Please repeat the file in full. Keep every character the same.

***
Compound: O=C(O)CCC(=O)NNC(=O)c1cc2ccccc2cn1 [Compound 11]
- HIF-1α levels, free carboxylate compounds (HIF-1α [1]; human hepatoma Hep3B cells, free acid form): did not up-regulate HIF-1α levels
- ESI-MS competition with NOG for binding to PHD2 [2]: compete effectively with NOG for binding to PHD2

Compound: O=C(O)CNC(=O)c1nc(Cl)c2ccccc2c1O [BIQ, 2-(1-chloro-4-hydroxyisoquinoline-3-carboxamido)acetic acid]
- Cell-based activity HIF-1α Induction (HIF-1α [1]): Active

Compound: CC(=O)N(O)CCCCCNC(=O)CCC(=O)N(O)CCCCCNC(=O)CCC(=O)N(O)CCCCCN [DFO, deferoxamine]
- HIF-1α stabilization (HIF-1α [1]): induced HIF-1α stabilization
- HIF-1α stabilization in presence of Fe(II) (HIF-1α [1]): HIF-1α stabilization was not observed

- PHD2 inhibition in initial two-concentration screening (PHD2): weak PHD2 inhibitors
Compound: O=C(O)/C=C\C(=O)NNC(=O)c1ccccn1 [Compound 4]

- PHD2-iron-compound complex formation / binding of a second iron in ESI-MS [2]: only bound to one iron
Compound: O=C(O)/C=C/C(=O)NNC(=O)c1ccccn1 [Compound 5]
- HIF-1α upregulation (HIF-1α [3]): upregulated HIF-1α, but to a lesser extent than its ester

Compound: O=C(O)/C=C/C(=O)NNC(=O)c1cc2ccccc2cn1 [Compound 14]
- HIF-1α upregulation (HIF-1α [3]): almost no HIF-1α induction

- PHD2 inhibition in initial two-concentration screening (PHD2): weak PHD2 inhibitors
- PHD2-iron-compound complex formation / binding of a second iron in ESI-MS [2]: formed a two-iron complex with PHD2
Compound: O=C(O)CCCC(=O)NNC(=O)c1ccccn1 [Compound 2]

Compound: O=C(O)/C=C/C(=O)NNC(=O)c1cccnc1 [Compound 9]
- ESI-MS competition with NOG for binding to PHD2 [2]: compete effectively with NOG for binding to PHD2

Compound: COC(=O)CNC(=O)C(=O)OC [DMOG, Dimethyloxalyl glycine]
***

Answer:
Compound: O=C(O)CCC(=O)NNC(=O)c1cc2ccccc2cn1 [Compound 11]
- HIF-1α levels, free carboxylate compounds (HIF-1α [1]; human hepatoma Hep3B cells, free acid form): did not up-regulate HIF-1α levels
- ESI-MS competition with NOG for binding to PHD2 [2]: compete effectively with NOG for binding to PHD2

Compound: O=C(O)CNC(=O)c1nc(Cl)c2ccccc2c1O [BIQ, 2-(1-chloro-4-hydroxyisoquinoline-3-carboxamido)acetic acid]
- Cell-based activity HIF-1α Induction (HIF-1α [1]): Active

Compound: CC(=O)N(O)CCCCCNC(=O)CCC(=O)N(O)CCCCCNC(=O)CCC(=O)N(O)CCCCCN [DFO, deferoxamine]
- HIF-1α stabilization (HIF-1α [1]): induced HIF-1α stabilization
- HIF-1α stabilization in presence of Fe(II) (HIF-1α [1]): HIF-1α stabilization was not observed

- PHD2 inhibition in initial two-concentration screening (PHD2): weak PHD2 inhibitors
Compound: O=C(O)/C=C\C(=O)NNC(=O)c1ccccn1 [Compound 4]

- PHD2-iron-compound complex formation / binding of a second iron in ESI-MS [2]: only bound to one iron
Compound: O=C(O)/C=C/C(=O)NNC(=O)c1ccccn1 [Compound 5]
- HIF-1α upregulation (HIF-1α [3]): upregulated HIF-1α, but to a lesser extent than its ester

Compound: O=C(O)/C=C/C(=O)NNC(=O)c1cc2ccccc2cn1 [Compound 14]
- HIF-1α upregulation (HIF-1α [3]): almost no HIF-1α induction

- PHD2 inhibition in initial two-concentration screening (PHD2): weak PHD2 inhibitors
- PHD2-iron-compound complex formation / binding of a second iron in ESI-MS [2]: formed a two-iron complex with PHD2
Compound: O=C(O)CCCC(=O)NNC(=O)c1ccccn1 [Compound 2]

Compound: O=C(O)/C=C/C(=O)NNC(=O)c1cccnc1 [Compound 9]
- ESI-MS competition with NOG for binding to PHD2 [2]: compete effectively with NOG for binding to PHD2

Compound: COC(=O)CNC(=O)C(=O)OC [DMOG, Dimethyloxalyl glycine]